The team developed a comprehensive methodology and standards for derivation of the xeno-free hES cell lines that will be appropriate for studies in human subjects after suitable additional testing and processing by the UKSCB. Developed in line with these rigorous standards, researchers, physicians and industry can be reassured of the reliability of the seed stock - the essential base for translational applications. It is hoped that these standards will be recognised across academia, future users and policy agencies operating in and monitoring the field.
As the research that underpinned this work was funded by the MRC, the decision has been taken to submit these to the UKSCB for open-access therapeutic use for the public good. A number of additional xeno-free lines will follow shortly from King's and from the stem cell team at the University of Manchester/Central Manchester NHS Trust, who have been similarly supported by MRC and have also developed clinical grade hES cells to submit to the UKSCB in the same way.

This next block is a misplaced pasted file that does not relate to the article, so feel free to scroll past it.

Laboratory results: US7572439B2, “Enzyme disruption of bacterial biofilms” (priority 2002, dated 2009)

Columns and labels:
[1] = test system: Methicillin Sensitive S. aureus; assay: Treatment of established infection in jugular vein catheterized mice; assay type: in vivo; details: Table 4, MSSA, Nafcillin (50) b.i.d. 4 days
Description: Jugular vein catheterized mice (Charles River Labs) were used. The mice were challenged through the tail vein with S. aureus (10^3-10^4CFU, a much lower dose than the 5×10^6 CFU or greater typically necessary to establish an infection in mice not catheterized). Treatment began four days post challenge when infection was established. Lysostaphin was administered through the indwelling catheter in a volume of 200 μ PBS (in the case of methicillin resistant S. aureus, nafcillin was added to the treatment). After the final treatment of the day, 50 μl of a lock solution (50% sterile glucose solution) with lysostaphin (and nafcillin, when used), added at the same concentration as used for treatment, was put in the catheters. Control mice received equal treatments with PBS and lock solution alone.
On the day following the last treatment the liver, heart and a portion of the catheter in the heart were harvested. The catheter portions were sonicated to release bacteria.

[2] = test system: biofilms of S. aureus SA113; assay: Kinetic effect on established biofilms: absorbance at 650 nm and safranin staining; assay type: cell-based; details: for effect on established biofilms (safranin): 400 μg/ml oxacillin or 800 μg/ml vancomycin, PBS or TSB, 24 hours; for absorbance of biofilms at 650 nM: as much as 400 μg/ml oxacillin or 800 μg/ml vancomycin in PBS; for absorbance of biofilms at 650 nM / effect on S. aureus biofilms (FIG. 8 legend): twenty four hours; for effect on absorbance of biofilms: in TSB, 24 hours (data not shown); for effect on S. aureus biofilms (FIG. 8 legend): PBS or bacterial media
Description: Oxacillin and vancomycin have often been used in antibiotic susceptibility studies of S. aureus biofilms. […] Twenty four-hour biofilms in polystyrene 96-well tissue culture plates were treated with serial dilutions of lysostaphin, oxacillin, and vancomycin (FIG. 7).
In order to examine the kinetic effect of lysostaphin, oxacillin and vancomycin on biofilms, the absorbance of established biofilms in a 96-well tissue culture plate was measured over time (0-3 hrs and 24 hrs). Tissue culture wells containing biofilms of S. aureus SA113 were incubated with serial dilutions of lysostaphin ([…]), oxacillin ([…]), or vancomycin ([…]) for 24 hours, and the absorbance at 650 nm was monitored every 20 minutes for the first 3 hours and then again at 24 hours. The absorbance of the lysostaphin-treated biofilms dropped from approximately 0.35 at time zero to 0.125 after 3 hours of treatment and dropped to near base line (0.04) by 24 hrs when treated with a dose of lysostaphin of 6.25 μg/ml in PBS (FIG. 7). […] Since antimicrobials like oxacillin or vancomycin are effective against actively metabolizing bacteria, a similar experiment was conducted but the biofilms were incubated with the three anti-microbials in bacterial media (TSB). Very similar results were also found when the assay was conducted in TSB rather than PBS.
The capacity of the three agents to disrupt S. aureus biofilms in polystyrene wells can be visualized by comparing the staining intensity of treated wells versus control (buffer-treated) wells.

Professor Peter Braude, Emeritus Professor of Obstetrics and Gynaecology, King's College London; former director of the Stem Cell Programme and the Pre-Implantation Genetic Diagnosis Programme, Guy's and St Thomas' NHS Foundation Trust, said:
'This is a significant achievement of the team, one which we have been working towards for many years with the support of the University, our local hospital, and most importantly the Medical Research Council. We have succeeded where many substantial commercial companies have not. Many more xeno-free lines should follow, which demonstrates the validity and foresight of this and previous governments in this important endeavour.'
Dr Dusko Ilic, Senior Lecturer in Stem Cell Science at King's, said: